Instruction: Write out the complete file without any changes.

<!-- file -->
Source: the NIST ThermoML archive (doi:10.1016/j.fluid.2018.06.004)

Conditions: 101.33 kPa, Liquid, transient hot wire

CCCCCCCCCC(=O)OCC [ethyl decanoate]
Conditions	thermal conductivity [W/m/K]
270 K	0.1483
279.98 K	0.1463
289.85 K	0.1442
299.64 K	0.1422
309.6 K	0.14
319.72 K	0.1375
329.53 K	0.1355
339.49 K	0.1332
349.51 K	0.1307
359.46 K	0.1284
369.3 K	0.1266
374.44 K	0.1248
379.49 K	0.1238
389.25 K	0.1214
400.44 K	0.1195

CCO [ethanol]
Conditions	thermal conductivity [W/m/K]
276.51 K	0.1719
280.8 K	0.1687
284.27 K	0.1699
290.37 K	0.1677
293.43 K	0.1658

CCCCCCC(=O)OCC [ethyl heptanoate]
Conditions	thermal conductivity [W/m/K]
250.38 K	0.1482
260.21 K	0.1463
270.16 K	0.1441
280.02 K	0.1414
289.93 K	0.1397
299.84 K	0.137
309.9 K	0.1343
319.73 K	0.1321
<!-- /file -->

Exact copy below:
Source: the NIST ThermoML archive (doi:10.1016/j.fluid.2018.06.004)

Conditions: 101.33 kPa, Liquid, transient hot wire

CCCCCCCCCC(=O)OCC [ethyl decanoate]
Conditions	thermal conductivity [W/m/K]
270 K	0.1483
279.98 K	0.1463
289.85 K	0.1442
299.64 K	0.1422
309.6 K	0.14
319.72 K	0.1375
329.53 K	0.1355
339.49 K	0.1332
349.51 K	0.1307
359.46 K	0.1284
369.3 K	0.1266
374.44 K	0.1248
379.49 K	0.1238
389.25 K	0.1214
400.44 K	0.1195

CCO [ethanol]
Conditions	thermal conductivity [W/m/K]
276.51 K	0.1719
280.8 K	0.1687
284.27 K	0.1699
290.37 K	0.1677
293.43 K	0.1658

CCCCCCC(=O)OCC [ethyl heptanoate]
Conditions	thermal conductivity [W/m/K]
250.38 K	0.1482
260.21 K	0.1463
270.16 K	0.1441
280.02 K	0.1414
289.93 K	0.1397
299.84 K	0.137
309.9 K	0.1343
319.73 K	0.1321